Dare we attempt it?
With so many local Sherlockian societies forced into Zoom gatherings by the hated pandemic, the thought occurs that a non-local group could do that very same thing. What has been forced upon others might just be a blessing in disguise for the John H. Watson Society. Can we pull off a remote meeting? What would that even look like?
It’s time to find out.
This Saturday morning, May 16, at 9 AM PDT, 10 AM MDT, 11AM CDT, 12 Noon EDT, 5 PM BST, 6 PM CEST, etc., the John H. Watson Society will attempt the previously impossible and gather.
For this first trial balloon, we’re only inviting members of the John H. Watson Society, and you can RSVP to firstname.lastname@example.org for a Zoom invitation. Let us know your name, bull pup moniker, and whether or not you’ve done Zoom calls before, so we can make sure you get any extra info you might need to join without problems. Get your RSVP in by Friday night before you go to bed so we can be sure to get you that invitation by return email.
It will be a fairly simple meeting, being our first attempt. Once we’ve all settled in, had a round of introductions, we’ll have a few traditional toasts (new traditions!) followed by open toasting. (A few lines, if you want to come prepared – nothing of a size that would be published in a journal, please, as we want to get as many in as we can.) After that, well, you might want to be next to your Sherlock stuff. It’s a visual medium, and we might take advantage of that.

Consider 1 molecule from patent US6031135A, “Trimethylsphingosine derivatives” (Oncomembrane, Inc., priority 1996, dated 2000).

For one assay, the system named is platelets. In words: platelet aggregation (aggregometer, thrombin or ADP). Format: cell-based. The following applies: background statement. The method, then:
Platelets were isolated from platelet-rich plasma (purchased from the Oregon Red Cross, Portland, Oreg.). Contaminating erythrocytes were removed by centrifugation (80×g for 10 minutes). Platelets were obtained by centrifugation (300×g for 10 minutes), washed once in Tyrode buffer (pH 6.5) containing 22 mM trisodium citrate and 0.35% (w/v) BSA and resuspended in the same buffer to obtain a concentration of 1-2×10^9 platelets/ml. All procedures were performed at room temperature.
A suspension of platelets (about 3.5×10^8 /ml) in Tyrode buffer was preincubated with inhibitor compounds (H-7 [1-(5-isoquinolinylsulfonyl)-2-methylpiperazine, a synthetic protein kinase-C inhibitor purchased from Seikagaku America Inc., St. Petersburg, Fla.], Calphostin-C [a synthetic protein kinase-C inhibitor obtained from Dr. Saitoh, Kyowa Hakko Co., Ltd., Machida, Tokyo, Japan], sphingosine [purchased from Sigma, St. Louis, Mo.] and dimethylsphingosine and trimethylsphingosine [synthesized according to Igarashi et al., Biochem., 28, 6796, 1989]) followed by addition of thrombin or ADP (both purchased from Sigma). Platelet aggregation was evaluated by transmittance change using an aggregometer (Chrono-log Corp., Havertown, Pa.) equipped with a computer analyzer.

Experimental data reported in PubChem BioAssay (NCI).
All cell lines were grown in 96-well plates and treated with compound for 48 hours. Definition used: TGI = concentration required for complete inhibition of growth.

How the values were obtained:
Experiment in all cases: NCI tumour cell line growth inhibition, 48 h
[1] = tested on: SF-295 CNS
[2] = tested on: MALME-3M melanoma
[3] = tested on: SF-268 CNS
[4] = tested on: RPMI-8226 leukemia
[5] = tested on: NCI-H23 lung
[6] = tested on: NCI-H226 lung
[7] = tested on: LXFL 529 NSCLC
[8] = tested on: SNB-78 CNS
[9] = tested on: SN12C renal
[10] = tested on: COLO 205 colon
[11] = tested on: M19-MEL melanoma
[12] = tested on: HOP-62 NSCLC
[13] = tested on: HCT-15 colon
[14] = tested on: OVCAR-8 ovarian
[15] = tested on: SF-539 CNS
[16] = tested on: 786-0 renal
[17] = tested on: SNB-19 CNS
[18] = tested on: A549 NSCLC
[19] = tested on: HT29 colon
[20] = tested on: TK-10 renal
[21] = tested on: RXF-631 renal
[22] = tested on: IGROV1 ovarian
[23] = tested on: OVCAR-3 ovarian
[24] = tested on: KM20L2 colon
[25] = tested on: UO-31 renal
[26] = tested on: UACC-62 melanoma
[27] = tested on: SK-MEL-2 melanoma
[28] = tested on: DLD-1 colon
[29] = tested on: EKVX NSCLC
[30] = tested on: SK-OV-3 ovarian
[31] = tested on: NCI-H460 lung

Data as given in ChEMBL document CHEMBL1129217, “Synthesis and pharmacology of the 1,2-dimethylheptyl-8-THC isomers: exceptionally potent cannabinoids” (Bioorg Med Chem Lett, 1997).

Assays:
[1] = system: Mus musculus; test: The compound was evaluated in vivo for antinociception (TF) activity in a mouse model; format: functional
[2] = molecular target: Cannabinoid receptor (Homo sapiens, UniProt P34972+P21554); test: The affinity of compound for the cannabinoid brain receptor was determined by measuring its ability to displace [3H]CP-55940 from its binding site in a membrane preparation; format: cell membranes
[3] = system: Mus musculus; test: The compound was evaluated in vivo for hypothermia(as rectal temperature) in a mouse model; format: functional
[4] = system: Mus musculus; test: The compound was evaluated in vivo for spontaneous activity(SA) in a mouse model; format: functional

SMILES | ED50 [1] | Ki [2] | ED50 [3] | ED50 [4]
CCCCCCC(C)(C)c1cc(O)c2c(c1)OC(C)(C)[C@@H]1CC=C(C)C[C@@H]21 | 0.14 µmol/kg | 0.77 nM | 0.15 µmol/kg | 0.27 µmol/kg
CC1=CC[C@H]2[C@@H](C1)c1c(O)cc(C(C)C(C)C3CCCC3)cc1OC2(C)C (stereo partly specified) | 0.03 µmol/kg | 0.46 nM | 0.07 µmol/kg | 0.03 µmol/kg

And here’s the hardest part, that we’re going to need your help with. So many Sherlockian societies do moments like closing the meeting with Vincent Starrett’s 221B. But we’re a Watsonian society, and, really, don’t you get enough 221B?
So we’re going to start a poem search for the John H. Watson Society’s own poem to use as a closer. If you want to try writing one to enter in the first round of our search, send it along by Friday night to the same email address as your RSVP above. There will be a secret ballot after the meeting to choose a winner for round one, and that winner will move on to take on challengers in future rounds, until one Watsonian poem becomes the alpha poem. (So if at first you don’t succeed, you could still just get your poems published in The Watsonian. This is a win-win-win situation.)
We know this is all last minute, but join us, won’t you? And if you can’t, think kindly thoughts at us, so it goes well enough to become our new Watsonian tradition.